midi seems to receive on ALL channels no matter what you do even using the handshake method you can play the mininova from any midi channel without being on that midi channel EG i was on channel 10 and played the mininova on channel 1-16 no problem
    when i attached the sequencer Roland MC50 it went bananas when i tried to change the patch, like it was feeding back i changed the midi local to off i changed midi channels it made no difference
    i can play it through the controller keyboard but what use is that i cant use the animate buttons then.
    ive mailed novation twice received no reply as yet and the librarian only supports windows 7 and 8
    i have windows xp

    i may have to send this back as the midi is useless

    ill repost if they sort it


  24. ok ive solved this thank god

    the MC50 has two outputs one is set for keyboards without an omni mode (i think) anyways this means i can use output 2 off the sequencer to operate the Mininova only it cant be operated
    by a mother keyboard using this method but so what

    its a mid feedback problem my old cz1 used to have it i was using this as a mother keyboard
    and the notes used to sound twice if i set midi output 2 on the MC50 to thru it works


  25. Just received my Mininova. First impression: great potential! Factory patches are not all great (are they ever?). Goes from resonant sqeals to thunderous growls and from thick to thin. Performance pads are great and arpeggiator is excellent. Adds yet another set of distinctive sounds and possibilities next to my already excellent Microkorg XL, MS2000 and X-Station – patch editor / librarian will be key. Minibrute arrives next week!

  26. I have bought Mininova couple a weeks ago, and got problem it seems that Mininova sends all midi chanels even if i set it to a channel 12 on my Electribe ESX, it still playing all notes of my parts on ESX.
    I am connecting Mininova with my Electribe ESX via MIDI. the Electribe is a master. As soon as i press play thensound on Mininova gets played on Electribe, but Midi chanels on both machines set to a different value.

    Anyone have any ideas. Is that a fault mininova?


  27. My fiance got his today in Bradford after playing the only one in a shop in Leeds on 14th December, after taking his MicroKorg XL still under warranty for repair (numerous bits were dropping off it without being bashed about) seeing as it will take months to get back and falling for this we got him one today (25/1/13)and he loves it, no problems with the keys at all and so simple to use. He’s picking his voices for a gig he has with his rock band tonight and having loads of fun and can’t wait to use it. Powered it DC and via USS but it won’t download a driver as yet, but that’s only for me to play with it, he’s a keyboard player where as I’m the ‘computer’ person in the house. It has really strong sound and looks beautiful!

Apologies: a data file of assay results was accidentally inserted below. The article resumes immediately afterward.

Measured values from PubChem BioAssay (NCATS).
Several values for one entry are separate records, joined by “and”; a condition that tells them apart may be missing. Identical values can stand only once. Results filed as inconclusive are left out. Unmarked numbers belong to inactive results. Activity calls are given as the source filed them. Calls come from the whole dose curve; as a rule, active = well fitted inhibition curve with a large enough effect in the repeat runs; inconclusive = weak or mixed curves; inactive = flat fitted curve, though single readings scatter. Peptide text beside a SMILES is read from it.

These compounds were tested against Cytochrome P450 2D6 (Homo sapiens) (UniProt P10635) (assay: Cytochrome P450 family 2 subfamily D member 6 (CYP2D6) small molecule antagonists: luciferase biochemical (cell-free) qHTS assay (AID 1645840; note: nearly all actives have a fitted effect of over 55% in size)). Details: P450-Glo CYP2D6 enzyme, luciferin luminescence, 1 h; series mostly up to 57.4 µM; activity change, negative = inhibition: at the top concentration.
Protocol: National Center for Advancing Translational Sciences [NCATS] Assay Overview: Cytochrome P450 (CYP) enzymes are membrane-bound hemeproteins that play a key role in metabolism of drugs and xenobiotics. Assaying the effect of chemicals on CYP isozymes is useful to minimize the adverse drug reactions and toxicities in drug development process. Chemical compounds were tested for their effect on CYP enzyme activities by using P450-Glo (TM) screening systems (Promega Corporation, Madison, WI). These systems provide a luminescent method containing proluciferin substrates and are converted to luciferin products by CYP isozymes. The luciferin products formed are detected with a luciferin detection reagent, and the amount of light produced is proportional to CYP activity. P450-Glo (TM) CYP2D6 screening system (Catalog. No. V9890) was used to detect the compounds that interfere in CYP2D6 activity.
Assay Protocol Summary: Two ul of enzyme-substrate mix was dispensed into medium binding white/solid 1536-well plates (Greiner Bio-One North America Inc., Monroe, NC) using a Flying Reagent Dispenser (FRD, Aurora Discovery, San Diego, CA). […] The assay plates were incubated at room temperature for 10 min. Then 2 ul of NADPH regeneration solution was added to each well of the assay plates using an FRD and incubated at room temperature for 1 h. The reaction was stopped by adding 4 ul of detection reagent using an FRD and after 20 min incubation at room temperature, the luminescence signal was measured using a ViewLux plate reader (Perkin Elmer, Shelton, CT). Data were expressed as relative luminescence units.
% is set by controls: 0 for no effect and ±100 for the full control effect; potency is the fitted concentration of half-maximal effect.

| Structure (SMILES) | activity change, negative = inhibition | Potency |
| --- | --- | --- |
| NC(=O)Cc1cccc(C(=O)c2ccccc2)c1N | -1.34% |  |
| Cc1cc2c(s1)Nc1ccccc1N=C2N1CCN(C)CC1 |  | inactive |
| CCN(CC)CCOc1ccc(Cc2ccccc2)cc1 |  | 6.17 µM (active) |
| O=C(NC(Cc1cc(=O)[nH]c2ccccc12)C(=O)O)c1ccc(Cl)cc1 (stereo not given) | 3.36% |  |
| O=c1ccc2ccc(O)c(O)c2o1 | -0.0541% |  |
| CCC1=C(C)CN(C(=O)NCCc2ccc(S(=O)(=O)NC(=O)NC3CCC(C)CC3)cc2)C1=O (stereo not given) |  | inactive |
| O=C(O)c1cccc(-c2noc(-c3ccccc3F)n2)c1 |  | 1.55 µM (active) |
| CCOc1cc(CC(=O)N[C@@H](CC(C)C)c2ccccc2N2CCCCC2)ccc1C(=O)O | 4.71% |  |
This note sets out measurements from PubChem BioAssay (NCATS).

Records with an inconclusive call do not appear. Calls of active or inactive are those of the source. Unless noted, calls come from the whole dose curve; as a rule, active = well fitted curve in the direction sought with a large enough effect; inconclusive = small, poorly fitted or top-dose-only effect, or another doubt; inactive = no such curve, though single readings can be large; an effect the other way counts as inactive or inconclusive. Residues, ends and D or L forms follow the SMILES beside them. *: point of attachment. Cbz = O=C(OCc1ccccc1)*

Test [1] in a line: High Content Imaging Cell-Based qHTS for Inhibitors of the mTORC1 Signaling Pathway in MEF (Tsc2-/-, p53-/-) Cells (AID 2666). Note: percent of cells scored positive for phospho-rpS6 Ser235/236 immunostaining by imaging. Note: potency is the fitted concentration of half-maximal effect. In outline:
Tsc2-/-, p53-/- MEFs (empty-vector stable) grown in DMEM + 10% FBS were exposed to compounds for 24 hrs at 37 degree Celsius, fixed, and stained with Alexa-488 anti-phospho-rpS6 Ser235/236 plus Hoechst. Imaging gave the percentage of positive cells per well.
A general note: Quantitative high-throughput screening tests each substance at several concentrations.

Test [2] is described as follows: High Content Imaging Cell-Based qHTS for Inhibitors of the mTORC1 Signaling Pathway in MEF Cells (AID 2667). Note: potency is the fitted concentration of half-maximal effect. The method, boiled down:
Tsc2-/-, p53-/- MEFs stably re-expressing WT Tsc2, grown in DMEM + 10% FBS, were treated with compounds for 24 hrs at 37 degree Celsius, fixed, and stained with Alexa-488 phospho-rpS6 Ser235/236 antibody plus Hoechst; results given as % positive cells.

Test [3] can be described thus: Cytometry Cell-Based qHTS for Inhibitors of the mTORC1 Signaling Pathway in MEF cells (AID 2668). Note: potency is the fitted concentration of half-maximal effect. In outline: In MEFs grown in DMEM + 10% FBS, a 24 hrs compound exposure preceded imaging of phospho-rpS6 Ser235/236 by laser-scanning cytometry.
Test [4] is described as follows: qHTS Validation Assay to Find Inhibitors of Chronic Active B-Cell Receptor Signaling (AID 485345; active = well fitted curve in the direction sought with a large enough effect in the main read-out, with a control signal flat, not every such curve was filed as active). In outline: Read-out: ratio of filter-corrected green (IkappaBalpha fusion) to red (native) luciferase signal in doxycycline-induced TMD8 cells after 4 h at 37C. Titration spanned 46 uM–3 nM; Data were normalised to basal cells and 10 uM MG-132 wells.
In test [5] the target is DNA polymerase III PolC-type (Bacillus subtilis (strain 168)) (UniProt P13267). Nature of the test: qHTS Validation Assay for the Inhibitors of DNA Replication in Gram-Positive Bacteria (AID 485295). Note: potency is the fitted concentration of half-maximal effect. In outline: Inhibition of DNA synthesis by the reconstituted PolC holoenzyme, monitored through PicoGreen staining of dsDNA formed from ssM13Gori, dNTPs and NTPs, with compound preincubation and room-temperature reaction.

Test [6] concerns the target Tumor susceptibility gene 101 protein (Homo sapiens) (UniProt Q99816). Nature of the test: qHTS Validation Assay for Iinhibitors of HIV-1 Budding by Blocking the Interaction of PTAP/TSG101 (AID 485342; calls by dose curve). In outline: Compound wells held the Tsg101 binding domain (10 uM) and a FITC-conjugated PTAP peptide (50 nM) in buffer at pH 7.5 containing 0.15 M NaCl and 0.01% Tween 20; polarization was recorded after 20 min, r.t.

28. the problem with entry level synths is you have opinions being tossed around like theyre facts from people with little to no experience whatsoever. this thing is a good option for someone just starting out that doesnt have any plugins or midicontrollers. i find the design extremely uninspired,they basically completely ripped the look of the microkorg and xl off. the “sound” is subpar to alot of plugin synths,same with its filter. ill stick with my limited polyphony ms2000 that punches/cuts right through a mix,doing modern and vintage with ease.seriously you can coax much better tones out of a micro,but try them out for yourself and remember when you hear mini demos online, those presets are so smothered in effects the sound is deceiving. remember when it comes to specs that there are freeware synths with more features and they sound terrible.put it this way, my slimphatty is a basic monosynth and will shit all over anything you come up with on this turd.

  29. also i have an xl, and use it much like dorian concept uses his mini synths(he is a complete beast with his though) so the person saying it just falls apart is making up stories same when talking about how better the keys are on a mini.just flat out lie.its not even something thats subjective.the keys on the mini are terrible which was surprising since this is a novation product and their midi controllers feel pretty damn good.they already ripped off korg with its layout/looks,they should have gone all the way and ripped off the xls keybed too.both micros are capable of producing way more bottom end aswell.

  30. This is the first synth I ever bought. I may be new to synths, but I have a lot of experience with musical equipment, especially effects pedals, so I am somewhat advised in the matter. Stuff I like: the looks, the live playability, the wide array of sounds. Stuff I don’t like: the plastic enclosure (only the top panel is metallic), the wiggly knobs (though they seem pretty darn OK in terms of durability), the performance matrix slider (imprecise) and especially hate post of the preset patches. The downloadable content is also not that great, except the two packs from Daniel Fisher which are superb and really show off the Mininova potential.

    I bought this synth mostly because I needed a little bit of everything at a “cheap” price and I’m not disappointed. I’m in no way a sound purist or something like that, I like digital clipping and muddying up everything with guitar effects pedals. So I can’t complain about the sound at all, but my opinion isn’t really relevant.